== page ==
But, as Kibler pointed out, one issue not on the table is the closure of either school.
"There will continue to be a KSD," said Kibler. "This is not an attempt to close KSD. This is an attempt to get this committee to think how we can use this property as broadly as possible to better benefit the deaf students in Kentucky."
The facilities plan is necessary because KSD and KSB are not local school districts, but instead are administered directly by the Department of Education. Local school districts are required by statute to develop facilities plans approved by the state, and Kibler said implementing the same process at KSD is an outgrowth of that statutory requirement.
"The property and buildings on both campuses are owned by the state of Kentucky," she said. "They are administered by the Finance Department, not the Department of Education, and as such, parallel processes are required. A six-year physical plan has to be developed to adhere to Finance Department regulations, and a facilities plan must be developed to adhere to Department of Education regulations."
KSD hired an architectural firm in 2002 to do a physical review of the 18 buildings on the campus, and the committee plans to use that review.
"The existing needs assessment done a year ago will likely be a reference for us, but it certainly won't be a guideline," said Mark Ryles, representing the state facilities department. "We're going beyond that. We want to come up with ideas on how to best utilize both campuses."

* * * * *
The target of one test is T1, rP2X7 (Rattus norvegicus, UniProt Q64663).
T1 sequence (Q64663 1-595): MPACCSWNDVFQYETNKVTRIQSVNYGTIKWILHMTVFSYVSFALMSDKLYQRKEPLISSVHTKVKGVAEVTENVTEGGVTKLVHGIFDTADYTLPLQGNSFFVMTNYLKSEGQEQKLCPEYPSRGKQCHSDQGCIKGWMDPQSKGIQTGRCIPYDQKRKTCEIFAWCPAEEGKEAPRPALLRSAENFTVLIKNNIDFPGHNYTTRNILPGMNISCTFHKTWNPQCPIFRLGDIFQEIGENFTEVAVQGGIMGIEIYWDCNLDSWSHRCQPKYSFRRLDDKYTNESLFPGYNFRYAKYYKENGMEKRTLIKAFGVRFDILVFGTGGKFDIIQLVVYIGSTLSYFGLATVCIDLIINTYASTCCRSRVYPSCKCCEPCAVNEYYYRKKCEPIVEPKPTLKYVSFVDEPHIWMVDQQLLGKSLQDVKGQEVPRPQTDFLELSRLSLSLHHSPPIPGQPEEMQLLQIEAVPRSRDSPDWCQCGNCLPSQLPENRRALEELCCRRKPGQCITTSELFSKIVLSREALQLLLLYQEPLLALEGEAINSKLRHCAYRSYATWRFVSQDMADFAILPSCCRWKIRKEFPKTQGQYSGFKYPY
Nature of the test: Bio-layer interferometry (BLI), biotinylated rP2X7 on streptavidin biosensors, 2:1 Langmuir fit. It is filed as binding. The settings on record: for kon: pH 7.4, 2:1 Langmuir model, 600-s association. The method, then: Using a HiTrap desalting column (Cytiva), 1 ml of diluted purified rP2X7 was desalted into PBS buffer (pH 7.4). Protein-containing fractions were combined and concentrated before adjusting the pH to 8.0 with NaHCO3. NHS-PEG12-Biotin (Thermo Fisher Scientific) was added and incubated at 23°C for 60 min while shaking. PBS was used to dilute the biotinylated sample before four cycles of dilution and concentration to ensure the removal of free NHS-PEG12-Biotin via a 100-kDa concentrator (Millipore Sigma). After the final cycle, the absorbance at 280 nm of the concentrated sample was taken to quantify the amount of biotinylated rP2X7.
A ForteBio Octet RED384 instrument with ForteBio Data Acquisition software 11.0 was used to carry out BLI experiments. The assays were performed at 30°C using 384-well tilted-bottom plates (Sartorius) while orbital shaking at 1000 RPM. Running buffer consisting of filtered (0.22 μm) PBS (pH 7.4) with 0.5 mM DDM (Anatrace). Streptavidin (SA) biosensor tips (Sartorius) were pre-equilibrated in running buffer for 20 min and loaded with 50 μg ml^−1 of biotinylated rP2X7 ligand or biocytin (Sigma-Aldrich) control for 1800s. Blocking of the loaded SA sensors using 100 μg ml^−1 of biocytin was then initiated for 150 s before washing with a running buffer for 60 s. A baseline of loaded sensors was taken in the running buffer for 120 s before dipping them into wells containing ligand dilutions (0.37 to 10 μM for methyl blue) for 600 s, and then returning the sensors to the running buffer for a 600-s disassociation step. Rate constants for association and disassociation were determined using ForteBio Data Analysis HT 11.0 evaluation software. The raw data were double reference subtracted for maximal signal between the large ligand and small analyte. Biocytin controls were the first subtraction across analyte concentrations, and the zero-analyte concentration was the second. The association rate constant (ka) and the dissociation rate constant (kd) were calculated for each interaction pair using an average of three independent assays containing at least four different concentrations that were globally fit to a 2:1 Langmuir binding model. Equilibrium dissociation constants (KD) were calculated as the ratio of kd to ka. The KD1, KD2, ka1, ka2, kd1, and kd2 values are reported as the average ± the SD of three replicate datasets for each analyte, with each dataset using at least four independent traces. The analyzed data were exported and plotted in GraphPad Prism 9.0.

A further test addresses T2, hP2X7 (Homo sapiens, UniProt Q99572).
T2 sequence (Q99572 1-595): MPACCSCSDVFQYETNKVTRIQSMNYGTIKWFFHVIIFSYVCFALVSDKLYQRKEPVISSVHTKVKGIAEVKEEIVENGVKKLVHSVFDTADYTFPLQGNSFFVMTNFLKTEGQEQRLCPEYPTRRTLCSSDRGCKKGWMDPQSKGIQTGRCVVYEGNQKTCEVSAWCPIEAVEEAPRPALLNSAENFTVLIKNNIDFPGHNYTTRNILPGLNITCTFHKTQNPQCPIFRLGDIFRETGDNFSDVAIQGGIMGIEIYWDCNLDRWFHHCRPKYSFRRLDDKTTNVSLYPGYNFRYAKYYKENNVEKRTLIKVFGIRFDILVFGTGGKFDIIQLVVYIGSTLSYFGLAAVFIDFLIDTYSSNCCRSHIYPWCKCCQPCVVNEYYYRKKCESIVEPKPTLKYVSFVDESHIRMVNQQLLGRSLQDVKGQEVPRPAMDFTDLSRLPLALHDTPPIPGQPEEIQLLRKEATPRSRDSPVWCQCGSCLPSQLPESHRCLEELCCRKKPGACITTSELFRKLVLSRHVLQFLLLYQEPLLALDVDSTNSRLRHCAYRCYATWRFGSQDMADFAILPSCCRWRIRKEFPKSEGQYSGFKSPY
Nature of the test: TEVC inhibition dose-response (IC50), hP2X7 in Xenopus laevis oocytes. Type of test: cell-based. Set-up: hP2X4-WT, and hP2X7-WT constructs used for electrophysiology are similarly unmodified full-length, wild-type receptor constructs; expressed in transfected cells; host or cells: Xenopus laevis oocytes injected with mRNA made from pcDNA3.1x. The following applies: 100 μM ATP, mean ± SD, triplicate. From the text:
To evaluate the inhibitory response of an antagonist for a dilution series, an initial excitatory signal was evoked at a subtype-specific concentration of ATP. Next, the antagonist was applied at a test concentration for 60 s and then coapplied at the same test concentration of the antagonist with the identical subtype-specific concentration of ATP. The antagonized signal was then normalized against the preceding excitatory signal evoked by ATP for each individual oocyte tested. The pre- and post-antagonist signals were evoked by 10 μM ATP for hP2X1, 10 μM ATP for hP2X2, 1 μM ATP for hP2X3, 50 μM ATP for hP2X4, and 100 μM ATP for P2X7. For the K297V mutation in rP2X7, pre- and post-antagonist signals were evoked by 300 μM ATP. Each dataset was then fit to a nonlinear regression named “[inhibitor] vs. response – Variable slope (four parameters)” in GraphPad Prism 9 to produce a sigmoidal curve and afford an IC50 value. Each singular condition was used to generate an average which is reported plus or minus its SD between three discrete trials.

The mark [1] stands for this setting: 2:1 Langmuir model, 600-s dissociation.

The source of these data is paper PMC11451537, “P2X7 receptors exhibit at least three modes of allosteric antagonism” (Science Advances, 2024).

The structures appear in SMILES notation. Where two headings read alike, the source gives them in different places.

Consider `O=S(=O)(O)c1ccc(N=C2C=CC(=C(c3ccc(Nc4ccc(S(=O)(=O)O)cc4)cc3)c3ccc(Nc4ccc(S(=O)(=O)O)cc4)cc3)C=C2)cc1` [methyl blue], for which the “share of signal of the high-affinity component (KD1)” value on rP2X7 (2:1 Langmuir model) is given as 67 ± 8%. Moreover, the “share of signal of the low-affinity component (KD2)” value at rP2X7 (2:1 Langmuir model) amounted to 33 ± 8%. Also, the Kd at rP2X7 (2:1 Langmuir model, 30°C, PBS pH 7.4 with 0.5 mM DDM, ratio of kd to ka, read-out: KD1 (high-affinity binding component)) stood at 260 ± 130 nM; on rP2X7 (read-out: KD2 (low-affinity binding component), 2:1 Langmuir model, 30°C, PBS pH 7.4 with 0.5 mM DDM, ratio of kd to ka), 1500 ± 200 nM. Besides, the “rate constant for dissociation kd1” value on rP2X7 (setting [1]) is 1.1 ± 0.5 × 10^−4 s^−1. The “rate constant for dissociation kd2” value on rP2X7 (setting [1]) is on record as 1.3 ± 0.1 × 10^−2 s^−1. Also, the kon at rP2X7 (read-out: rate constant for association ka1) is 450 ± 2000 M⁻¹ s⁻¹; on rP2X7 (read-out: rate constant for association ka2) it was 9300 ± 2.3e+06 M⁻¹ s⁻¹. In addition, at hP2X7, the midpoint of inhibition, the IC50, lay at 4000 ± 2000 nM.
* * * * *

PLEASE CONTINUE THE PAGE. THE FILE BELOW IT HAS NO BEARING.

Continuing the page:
Tim Lucas, formerly an architect with a private firm who recently took a job with the state, addressed the committee on what is required in a facilities plan as well as how to arrive at one.
"It is a process that requires a great deal of study, but with work it can be completed in the time frame we have set," he said.
Kibler told committee members they will be asked to look at all buildings and services at KSD and its outreach services, and come up with a plan that would "take a hard look at streamlining the operation."
Members of the 20-person local planning committee include Danville Mayor John Bowling, Boyle Judge-Executive Tony Wilder, Katie Jo Berkshire of the Boyle County Community Development Council, representatives from the various KSD teacher, student, resident and alumni associations, Kentucky Board of Education member Dorie Combs, and members of the state facilities and finance departments.
The facilities plan process will include at least three open forums during which members of the public are invited to express their opinions.
The committee will meet for six consecutive weeks on Tuesdays at Brady Hall at KSD beginning at 3:30 Jan. 27.